Again I remind you that post every Monday over at Dead Pastors Society, so if you are interested in more of what you find here, head over there.
Let me say that I have a huge beef with creationism. Now listen, I certainly believe in the literal creation account of scripture, meaning that I believe in a literal 7 days, a literal flood, and a literal tower of babel, all those things I take to be absolutely true. However I am not a creationist because the doctrine that defines my system of theology is NOT creation. Now I am not opposed to “-isms”, in fact I think they are helpful. Methodism is a system of understanding scripture and ecclesiology, as is Lutheranism, Calvinism, Romanism, Arminianism, etc… There is nothing wrong with an “-ism” in that sense. Now certainly not all “-isms” are equally desirable and therein lies my problem with “creationism.”
Creationism affirms that all biblical doctrine is eventually founded in the creation, or in the first 11 books of Genesis. One of the main things you will hear a creationist say is that if you lose the book of Genesis you lose the entire bible. In other words the creationist affirms that all doctrines are ultimately founded in the creation and without the literal creation account no doctrine can stand. This is standard creationism, and I believe creationism’s emphasis is horribly misplaced.
Let me give an example. One of my best friends, who I love dearly, in the Lord is what I would call an ardent creationist. I explained to him that I believe in the literal creation account simply because Christ seems to believe in it, and Christ being resurrected is indeed proven as God in the flesh, and if God Himself affirms a literal creation then who am I to deny it. In other words my sole reason for believing the literal creation narrative is the authority of Christ proven by his resurrection. After hearing that argument my friend said, “I will definitely add that argument to my arsenal.” What I presume he meant is that he will add the resurrected Christ argument in order to serve his creation argument.
So what is wrong with his methodology? Or is there anything wrong with his idea of the adding the resurrection argument to his arsenal? YES! Listen, the resurrection IS our arsenal, it IS our argument. It is not one of many arguments used to prove a greater point. It IS the great point! It is not a sub argument that we add to prove other points of doctrine, not at all! The life, death, and resurrection of Christ IS our doctrine, and all other arguments are subservient to that doctrine. In other words, the literal creation serves to proclaim the life, death , and resurrection not vice versa. To put it more clearly, I can proclaim the Gospel without mentioning the creation. However the only way to rightly proclaim the creation is in light of the life, death, and resurrection of Christ. I can proclaim the Gospel without mentioning where Cain got his wife, but I cannot proclaim the story of Cain and Abel without making a beeline to Christ’s life, death, and resurrection. Christ’s life death and resurrection is the primary storyline of scripture, the one which every other scripture is governed by. The bible is Christocentric, not creation-centric. Can you see my issue?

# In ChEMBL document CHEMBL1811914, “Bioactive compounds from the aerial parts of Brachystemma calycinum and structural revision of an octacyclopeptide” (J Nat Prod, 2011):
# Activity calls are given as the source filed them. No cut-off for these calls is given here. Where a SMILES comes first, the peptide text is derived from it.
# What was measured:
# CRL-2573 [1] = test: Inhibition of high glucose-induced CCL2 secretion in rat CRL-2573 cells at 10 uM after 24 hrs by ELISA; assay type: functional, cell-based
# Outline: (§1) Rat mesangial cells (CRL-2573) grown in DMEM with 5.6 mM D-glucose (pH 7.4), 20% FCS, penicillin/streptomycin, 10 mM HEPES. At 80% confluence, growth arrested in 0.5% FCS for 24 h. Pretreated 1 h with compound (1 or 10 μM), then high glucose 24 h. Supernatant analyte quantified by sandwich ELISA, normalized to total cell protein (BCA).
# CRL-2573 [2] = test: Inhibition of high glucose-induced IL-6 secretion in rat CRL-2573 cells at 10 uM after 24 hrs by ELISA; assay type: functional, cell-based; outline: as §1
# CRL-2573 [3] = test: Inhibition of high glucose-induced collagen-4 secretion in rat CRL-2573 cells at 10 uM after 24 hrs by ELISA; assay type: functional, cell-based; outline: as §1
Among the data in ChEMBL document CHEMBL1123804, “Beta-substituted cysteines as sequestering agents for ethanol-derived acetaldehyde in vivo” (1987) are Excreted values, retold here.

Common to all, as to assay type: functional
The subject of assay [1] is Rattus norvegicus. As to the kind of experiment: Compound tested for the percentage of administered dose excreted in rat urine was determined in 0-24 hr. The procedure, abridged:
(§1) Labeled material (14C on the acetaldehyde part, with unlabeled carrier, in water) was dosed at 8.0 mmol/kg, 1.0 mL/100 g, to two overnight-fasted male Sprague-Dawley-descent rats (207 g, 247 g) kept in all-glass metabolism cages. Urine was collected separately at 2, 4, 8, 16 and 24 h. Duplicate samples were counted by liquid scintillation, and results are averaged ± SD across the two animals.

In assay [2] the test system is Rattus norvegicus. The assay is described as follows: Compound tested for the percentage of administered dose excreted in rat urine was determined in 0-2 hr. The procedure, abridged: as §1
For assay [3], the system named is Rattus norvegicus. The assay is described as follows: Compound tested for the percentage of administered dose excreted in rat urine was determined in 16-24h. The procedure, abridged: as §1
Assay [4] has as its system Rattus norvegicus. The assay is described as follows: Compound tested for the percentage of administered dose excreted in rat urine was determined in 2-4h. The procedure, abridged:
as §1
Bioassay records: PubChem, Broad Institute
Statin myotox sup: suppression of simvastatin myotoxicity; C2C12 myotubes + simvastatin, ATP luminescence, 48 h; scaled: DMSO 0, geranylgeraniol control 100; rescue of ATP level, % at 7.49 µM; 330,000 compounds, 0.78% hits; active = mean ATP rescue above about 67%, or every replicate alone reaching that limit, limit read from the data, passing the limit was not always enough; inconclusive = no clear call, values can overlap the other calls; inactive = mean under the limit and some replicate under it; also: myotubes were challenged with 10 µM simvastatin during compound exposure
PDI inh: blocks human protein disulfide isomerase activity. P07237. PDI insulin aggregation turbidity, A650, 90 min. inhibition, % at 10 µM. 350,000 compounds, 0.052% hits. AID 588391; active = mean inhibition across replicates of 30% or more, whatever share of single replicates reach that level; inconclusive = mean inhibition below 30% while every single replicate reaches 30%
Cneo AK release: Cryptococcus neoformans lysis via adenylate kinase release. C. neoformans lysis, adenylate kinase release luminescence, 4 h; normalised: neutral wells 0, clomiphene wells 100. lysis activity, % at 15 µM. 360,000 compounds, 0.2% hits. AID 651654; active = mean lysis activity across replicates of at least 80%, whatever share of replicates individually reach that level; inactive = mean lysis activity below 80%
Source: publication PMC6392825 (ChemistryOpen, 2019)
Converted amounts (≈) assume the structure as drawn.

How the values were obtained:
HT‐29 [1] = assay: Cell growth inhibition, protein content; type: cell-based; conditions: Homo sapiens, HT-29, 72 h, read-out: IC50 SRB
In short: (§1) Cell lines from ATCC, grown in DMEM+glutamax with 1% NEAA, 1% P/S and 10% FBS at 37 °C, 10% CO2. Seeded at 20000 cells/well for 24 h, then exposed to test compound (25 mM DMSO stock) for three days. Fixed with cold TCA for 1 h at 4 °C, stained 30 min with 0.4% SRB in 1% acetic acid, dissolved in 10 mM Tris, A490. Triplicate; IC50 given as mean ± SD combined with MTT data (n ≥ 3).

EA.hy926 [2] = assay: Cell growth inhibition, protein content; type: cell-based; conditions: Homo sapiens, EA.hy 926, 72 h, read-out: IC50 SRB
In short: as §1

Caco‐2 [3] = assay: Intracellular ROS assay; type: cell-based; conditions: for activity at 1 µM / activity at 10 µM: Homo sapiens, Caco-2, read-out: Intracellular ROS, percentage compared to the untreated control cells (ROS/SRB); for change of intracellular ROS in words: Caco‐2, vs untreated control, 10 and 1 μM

Creationism wrongly places the creation as the foundational moments of scripture. You can be a young earth creationist without being Christian. You can be an orthodox Jew and be a YEC, hell you can be an agnostic and be a YEC. There is nothing distinctly Christian about creationism, and even if the argument for creation is ultimately won in the public sphere it does nothing to guarantee Christian doctrine. If you look a Paul arguing in Acts, the reason people get bent out of shape is not his appeal to a common ancestor, they can work with that, but the reason the reject or accept Christianity is always the resurrection!
Let me make it clearer. In Christianity we see Adam’s fall in the light of the redemption Christ offers. In Christianity the reason for the fall is found in the redemption which Christ offers. The creationist sees Adam’s fall as the action that necessitates Christ’s work. In Christianity Adam was subservient to Trinity’s ultimate plan of redemption by his fall (that is not to say God caused it, a topic for another time). In creationism Christ was subservient to Adam in that Christ was required to come because of what Adam had done. In Christianity Christ necessitated Adam, and creationism Adam necessitated Christ. In Christianity Christ is Plan ‘A’ from before time, in creationism Christ is plan ‘B’ as a result of Adam’s sin.
When I see fossil records that prove creation, and archeology that proves the Pentateuch I rejoice because all these things point to validity of Christ’s plan of redemption from before time began. However Christ’s life death and resurrection are the verifiable historical events in which I place my trust. In other words I do not get near as bent out of shape by some government agenda to squash creationism as I do by churches that are denying penal substitution, even if those churches are YEC churches.
With all of that said, I do appreciate the work of groups like Answers in Genesis, and I am not at all opposed to them, no I am very much thankful for them. Nonetheless I think they err in that they present a brand of Christianity which places creation as the foundation of all doctrine, and not the life death and resurrection of Christ. I believe this is a tragic misplacement of emphasis.
Hope that one makes sense, let me know what you think.